PMT 2014-077b By Don Strickland
A hot-tempered man stirs up strife,
But the slow to anger calms a dispute.
Please let me praise my wife, Jenny, a bit, and along the way perhaps God will teach us something.
I have never considered myself “a hot-tempered man,” but last week something occurred that would have placed me into that category–if merely for a few minutes. Each week, unless Jenny leaves instructions to the contrary, the nurses at the nursing home ready Jenny’s mom for church. On Saturday, while she was visiting her mom, Jenny told the head nurse that her mother would likely not go to church the next morning. The weatherman indeed called for a 70% chance of rain for Sunday, so her mother could not go to church. Jenny had forgotten to confirm that fact with the nursing home until almost 10am Sunday morning (she usually calls at 7am).
When we arrived at the nursing home, I proceeded to take some things down to her mother’s room, while Jenny went to find her mom in the dining hall. Jenny was met there by the nurse who had been in charge of her mom that morning. In a very angry and animated way, the nurse expressed her displeasure toward Jenny for not telling them that her mom would not be going to church that morning until 10. She was upset that she had spent her time getting Jenny’s mom ready. And this verbal barrage came from a nurse whom Jenny and I both had gone out of our way to help in the past.
Additionally, the head nurse whom Jenny had spoken to the day before was standing a few feet away hearing this whole encounter. She had apparently not told the angry nurse Jenny’s words of the day before and was certainly not going to speak up now!
Now had I been present, my first inclination would have been either to put the nurse in her place (“Ummm. . . who do you work for? Who provides the money for your paycheck?”), or blame shift (“I told the head nurse. Did she not tell you? Complain to her.” Or to the head nurse, “Did you not tell her what I told you yesterday?”), or remind her she owes us (“After what we did for you, and you are upset about this?”), or go on the attack (“I want to talk to your supervisor. . . now.”). None of the above would have been that soft answer which turns away wrath (Pr 15.1), and so instead of calming the dispute, strife would have been further stirred up.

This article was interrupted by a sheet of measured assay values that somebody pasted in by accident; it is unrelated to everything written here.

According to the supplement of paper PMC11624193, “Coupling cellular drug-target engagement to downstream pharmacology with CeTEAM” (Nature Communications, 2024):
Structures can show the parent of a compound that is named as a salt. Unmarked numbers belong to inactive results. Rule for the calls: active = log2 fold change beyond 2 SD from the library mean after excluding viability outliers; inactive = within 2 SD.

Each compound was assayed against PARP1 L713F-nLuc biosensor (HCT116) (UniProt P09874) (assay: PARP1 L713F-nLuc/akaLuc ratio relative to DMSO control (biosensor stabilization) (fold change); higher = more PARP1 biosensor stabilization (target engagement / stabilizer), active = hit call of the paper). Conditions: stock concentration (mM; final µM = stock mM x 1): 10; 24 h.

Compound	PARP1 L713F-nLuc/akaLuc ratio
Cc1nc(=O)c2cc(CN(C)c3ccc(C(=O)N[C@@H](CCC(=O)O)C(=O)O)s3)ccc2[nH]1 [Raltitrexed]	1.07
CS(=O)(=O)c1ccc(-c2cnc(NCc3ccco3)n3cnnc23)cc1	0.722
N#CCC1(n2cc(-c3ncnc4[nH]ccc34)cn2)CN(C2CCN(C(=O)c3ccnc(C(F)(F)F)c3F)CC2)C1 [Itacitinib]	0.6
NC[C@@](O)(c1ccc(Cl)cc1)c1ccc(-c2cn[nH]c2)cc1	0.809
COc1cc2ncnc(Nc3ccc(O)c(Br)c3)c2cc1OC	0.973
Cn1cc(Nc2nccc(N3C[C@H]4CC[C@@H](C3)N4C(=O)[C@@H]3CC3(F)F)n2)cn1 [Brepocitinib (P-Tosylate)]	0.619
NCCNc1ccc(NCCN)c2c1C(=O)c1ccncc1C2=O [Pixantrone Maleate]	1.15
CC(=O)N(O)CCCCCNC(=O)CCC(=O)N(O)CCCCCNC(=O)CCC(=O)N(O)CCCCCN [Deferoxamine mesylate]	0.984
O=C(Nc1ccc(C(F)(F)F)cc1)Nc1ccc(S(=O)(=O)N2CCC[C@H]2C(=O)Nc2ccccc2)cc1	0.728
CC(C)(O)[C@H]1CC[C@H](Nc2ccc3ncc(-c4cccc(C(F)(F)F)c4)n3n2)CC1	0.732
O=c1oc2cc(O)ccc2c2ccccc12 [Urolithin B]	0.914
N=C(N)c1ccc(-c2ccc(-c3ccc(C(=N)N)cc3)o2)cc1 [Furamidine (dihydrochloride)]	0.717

Remembering Pastor Steve Hill’s “homework assignment” (given just over a half hour prior to this incident) that we were to show love to a difficult person in the coming week, Jenny chose the path of the wise (Pr 15.2). She graciously apologized.
Yes, it was a good thing that I was not present. But God knew that, so I was running an errand down the hall. Besides this was Jenny’s opportunity to give God glory. . . and to work on her “homework.” Who knows, but this encounter may prove to be a step of grace in the lives of those present, where “a wholesome tongue is a tree of life” (Pr 15.4).
Do we choose the way of the wise by teaching our tongues to use our “knowledge rightly”? If we will,
we can be “a tree of life” to those whose paths we cross each day. God gives us specific opportunities tailored to who we are in Him. How are we responding to those opportunities? With obedience, blindness, or rebellion?